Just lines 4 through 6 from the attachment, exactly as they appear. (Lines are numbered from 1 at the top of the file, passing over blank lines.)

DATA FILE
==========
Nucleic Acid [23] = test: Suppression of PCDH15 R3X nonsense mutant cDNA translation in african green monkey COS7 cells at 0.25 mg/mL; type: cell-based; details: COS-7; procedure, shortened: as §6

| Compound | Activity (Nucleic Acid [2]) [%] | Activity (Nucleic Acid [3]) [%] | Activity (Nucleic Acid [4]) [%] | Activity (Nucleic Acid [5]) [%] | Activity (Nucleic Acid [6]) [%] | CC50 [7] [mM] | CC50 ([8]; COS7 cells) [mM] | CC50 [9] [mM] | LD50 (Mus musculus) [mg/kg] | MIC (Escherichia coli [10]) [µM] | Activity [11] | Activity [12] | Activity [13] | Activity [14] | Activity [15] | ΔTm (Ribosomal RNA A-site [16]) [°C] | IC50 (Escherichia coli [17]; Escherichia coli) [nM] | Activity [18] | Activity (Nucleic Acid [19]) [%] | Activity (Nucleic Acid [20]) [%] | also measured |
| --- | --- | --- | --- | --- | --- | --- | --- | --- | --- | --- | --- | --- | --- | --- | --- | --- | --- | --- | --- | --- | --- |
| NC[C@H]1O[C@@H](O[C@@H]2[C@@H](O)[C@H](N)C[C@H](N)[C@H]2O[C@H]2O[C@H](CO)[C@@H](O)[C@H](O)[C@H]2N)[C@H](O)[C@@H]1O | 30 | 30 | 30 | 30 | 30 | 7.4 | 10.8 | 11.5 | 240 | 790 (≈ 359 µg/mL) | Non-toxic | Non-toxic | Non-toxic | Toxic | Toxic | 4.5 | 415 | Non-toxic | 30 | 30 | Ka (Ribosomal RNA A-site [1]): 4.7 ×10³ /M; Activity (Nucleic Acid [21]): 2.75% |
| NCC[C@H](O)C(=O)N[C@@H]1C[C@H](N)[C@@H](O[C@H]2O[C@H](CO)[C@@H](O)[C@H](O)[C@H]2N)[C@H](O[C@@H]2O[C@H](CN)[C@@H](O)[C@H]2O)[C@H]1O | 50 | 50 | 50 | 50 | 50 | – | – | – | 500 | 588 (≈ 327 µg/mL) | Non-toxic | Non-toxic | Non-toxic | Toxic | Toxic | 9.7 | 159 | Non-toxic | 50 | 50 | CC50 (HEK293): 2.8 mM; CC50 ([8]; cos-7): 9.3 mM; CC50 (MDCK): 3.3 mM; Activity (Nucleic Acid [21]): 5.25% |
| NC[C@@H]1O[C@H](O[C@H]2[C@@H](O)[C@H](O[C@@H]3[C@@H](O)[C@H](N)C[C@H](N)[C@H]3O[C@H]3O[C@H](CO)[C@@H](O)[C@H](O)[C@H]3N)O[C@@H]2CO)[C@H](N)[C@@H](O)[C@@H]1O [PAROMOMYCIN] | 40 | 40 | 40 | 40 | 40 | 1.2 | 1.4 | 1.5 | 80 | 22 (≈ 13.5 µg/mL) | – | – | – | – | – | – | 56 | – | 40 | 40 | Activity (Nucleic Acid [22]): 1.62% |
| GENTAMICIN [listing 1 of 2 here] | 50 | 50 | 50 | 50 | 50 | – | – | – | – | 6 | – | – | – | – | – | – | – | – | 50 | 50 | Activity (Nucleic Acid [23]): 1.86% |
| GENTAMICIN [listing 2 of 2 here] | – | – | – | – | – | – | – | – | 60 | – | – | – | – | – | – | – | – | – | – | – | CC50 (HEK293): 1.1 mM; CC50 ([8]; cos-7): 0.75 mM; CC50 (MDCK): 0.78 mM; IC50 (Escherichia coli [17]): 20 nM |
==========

| NC[C@H]1O[C@@H](O[C@@H]2[C@@H](O)[C@H](N)C[C@H](N)[C@H]2O[C@H]2O[C@H](CO)[C@@H](O)[C@H](O)[C@H]2N)[C@H](O)[C@@H]1O | 30 | 30 | 30 | 30 | 30 | 7.4 | 10.8 | 11.5 | 240 | 790 (≈ 359 µg/mL) | Non-toxic | Non-toxic | Non-toxic | Toxic | Toxic | 4.5 | 415 | Non-toxic | 30 | 30 | Ka (Ribosomal RNA A-site [1]): 4.7 ×10³ /M; Activity (Nucleic Acid [21]): 2.75% |
| NCC[C@H](O)C(=O)N[C@@H]1C[C@H](N)[C@@H](O[C@H]2O[C@H](CO)[C@@H](O)[C@H](O)[C@H]2N)[C@H](O[C@@H]2O[C@H](CN)[C@@H](O)[C@H]2O)[C@H]1O | 50 | 50 | 50 | 50 | 50 | – | – | – | 500 | 588 (≈ 327 µg/mL) | Non-toxic | Non-toxic | Non-toxic | Toxic | Toxic | 9.7 | 159 | Non-toxic | 50 | 50 | CC50 (HEK293): 2.8 mM; CC50 ([8]; cos-7): 9.3 mM; CC50 (MDCK): 3.3 mM; Activity (Nucleic Acid [21]): 5.25% |
| NC[C@@H]1O[C@H](O[C@H]2[C@@H](O)[C@H](O[C@@H]3[C@@H](O)[C@H](N)C[C@H](N)[C@H]3O[C@H]3O[C@H](CO)[C@@H](O)[C@H](O)[C@H]3N)O[C@@H]2CO)[C@H](N)[C@@H](O)[C@@H]1O [PAROMOMYCIN] | 40 | 40 | 40 | 40 | 40 | 1.2 | 1.4 | 1.5 | 80 | 22 (≈ 13.5 µg/mL) | – | – | – | – | – | – | 56 | – | 40 | 40 | Activity (Nucleic Acid [22]): 1.62% |